A woman grieving the presumed death of her husband after being missing for seven years reconnects with her recovering drug addict sister. But there’s something very wrong with the underground pedestrian tunnel outside her home.
Absentia caught me by surprise. Do not judge this film by its It has a rich look and feel that belies it’s tiny budget (the money was raised with kickstarter and most of the footage was shot with a DSLR camera.) The script and acting are all leagues above films of similar budgets, and the power of the creepiness comes from building on a pair of rich character studies, not simple and easy imagery.
In fact, the filmmakers subvert expectations of traditional horror more than once, including casting Doug Jones as a completely normal human being. The focus of the supernatural horror is the aforementioned pedestrian tunnel, by definition mundane and ordinary. But for a film that starts slow and subtle, the ending caught me off guard and rattled around my head for several days.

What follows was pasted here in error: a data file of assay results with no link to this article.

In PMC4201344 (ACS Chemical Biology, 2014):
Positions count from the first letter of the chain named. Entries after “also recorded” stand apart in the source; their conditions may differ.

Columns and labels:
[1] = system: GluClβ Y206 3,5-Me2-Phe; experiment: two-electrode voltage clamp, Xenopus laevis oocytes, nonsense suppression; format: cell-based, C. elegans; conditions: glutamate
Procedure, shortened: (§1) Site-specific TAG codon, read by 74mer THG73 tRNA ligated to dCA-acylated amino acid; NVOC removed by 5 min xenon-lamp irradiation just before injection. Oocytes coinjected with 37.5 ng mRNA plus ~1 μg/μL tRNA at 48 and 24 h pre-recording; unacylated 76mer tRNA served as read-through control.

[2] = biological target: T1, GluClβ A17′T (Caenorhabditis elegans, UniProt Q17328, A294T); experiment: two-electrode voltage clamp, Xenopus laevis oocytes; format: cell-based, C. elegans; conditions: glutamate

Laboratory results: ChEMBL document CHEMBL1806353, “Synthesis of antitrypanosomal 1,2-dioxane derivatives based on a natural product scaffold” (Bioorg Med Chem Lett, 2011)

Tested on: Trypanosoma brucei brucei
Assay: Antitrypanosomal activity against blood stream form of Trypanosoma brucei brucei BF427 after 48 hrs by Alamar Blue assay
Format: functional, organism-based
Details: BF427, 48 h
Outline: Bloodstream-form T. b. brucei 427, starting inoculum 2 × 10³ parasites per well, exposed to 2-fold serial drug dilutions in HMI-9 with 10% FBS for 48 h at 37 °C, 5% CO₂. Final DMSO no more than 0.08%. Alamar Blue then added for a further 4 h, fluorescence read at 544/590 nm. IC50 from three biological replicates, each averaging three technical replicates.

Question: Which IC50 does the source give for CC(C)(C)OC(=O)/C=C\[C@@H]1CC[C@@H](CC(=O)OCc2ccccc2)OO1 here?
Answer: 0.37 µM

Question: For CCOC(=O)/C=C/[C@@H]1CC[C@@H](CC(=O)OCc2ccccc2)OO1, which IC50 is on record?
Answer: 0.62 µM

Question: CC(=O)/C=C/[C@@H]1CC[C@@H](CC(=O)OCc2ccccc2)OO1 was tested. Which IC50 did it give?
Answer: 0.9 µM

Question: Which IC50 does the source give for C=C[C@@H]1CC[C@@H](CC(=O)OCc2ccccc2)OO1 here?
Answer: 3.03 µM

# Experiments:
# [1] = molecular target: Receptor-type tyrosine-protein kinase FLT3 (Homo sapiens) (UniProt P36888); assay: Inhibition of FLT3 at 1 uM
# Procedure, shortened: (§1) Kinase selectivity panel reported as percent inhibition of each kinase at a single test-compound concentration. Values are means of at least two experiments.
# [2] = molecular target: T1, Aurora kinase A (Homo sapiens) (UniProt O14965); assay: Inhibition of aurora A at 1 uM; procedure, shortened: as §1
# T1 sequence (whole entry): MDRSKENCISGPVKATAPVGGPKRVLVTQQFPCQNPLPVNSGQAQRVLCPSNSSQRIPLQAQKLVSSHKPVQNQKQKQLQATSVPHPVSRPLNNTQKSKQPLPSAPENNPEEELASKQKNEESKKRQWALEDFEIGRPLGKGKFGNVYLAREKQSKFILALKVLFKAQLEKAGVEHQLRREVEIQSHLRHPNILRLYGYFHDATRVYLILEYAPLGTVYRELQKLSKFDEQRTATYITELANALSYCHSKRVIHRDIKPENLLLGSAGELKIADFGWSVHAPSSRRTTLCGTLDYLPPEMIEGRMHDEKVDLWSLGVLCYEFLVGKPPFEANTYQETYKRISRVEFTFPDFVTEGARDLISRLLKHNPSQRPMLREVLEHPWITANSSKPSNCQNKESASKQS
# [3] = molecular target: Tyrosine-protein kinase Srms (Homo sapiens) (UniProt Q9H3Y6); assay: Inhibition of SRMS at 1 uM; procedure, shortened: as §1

Blackbirds, by Chuck Wendig
A troubled young woman who can see how people will die lives a scavenger lifestyle until it catches up with her when she forsees a mans death that will be her fault.
I’ve been following Chuck’s blog, tweets, and books on writing for a few months. (it’s great profane no bullshit stuff. If you’re a writer, stop reading this blog and head for terribleminds. Then come back. If you have time.) But I’d never actually read any of his fiction. Which was ridiculous. So I picked up his latest, as well as his previous novel Double Dead, and a pair of Novellas.
I read them all in one week. Chuck’s prose (may I call you Chuck, Chuck?) is hyper focused, lean, mean and brutal. I don’t mean that there’s not moments of beauty and lyrical prose, it’s just perfectly economical and is never just there for the sake of sounding good. The novel has a simple, but effective framing device, a plot hook that also acts as a brilliant character sketch (how someone dies tells you everything about who they are), and his characters are breathing, stinking, sweaty real human beings. It’s like Stephen King with a better editor. Terse, bloody and captivating. This goes for all four of his works I just blazed through like a forest fire, but Blackbirds is his finest. For the moment.